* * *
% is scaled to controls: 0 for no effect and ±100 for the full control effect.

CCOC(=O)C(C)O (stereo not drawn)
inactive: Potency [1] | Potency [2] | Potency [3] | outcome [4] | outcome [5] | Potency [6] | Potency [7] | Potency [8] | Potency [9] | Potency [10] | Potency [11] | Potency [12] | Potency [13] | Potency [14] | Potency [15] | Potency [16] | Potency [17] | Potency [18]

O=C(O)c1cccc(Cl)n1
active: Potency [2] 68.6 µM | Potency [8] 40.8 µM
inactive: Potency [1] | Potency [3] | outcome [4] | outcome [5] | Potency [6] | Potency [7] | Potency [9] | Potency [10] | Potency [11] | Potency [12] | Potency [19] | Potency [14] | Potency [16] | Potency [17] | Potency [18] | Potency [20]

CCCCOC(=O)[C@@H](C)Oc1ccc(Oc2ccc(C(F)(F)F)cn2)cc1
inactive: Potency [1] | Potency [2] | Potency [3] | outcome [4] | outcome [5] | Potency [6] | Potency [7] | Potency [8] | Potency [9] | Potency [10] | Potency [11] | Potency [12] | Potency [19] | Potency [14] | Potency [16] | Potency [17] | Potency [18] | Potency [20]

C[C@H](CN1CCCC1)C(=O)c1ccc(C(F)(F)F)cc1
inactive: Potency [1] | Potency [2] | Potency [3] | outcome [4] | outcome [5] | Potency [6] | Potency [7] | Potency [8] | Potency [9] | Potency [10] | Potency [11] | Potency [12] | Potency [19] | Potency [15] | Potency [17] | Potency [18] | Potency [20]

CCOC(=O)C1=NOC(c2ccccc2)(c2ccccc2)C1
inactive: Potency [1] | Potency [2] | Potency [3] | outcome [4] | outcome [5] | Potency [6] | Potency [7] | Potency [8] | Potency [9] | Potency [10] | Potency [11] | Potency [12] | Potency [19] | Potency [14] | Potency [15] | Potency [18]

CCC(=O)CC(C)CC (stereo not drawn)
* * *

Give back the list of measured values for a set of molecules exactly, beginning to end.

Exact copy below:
% is scaled to controls: 0 for no effect and ±100 for the full control effect.

CCOC(=O)C(C)O (stereo not drawn)
inactive: Potency [1] | Potency [2] | Potency [3] | outcome [4] | outcome [5] | Potency [6] | Potency [7] | Potency [8] | Potency [9] | Potency [10] | Potency [11] | Potency [12] | Potency [13] | Potency [14] | Potency [15] | Potency [16] | Potency [17] | Potency [18]

O=C(O)c1cccc(Cl)n1
active: Potency [2] 68.6 µM | Potency [8] 40.8 µM
inactive: Potency [1] | Potency [3] | outcome [4] | outcome [5] | Potency [6] | Potency [7] | Potency [9] | Potency [10] | Potency [11] | Potency [12] | Potency [19] | Potency [14] | Potency [16] | Potency [17] | Potency [18] | Potency [20]

CCCCOC(=O)[C@@H](C)Oc1ccc(Oc2ccc(C(F)(F)F)cn2)cc1
inactive: Potency [1] | Potency [2] | Potency [3] | outcome [4] | outcome [5] | Potency [6] | Potency [7] | Potency [8] | Potency [9] | Potency [10] | Potency [11] | Potency [12] | Potency [19] | Potency [14] | Potency [16] | Potency [17] | Potency [18] | Potency [20]

C[C@H](CN1CCCC1)C(=O)c1ccc(C(F)(F)F)cc1
inactive: Potency [1] | Potency [2] | Potency [3] | outcome [4] | outcome [5] | Potency [6] | Potency [7] | Potency [8] | Potency [9] | Potency [10] | Potency [11] | Potency [12] | Potency [19] | Potency [15] | Potency [17] | Potency [18] | Potency [20]

CCOC(=O)C1=NOC(c2ccccc2)(c2ccccc2)C1
inactive: Potency [1] | Potency [2] | Potency [3] | outcome [4] | outcome [5] | Potency [6] | Potency [7] | Potency [8] | Potency [9] | Potency [10] | Potency [11] | Potency [12] | Potency [19] | Potency [14] | Potency [15] | Potency [18]

CCC(=O)CC(C)CC (stereo not drawn)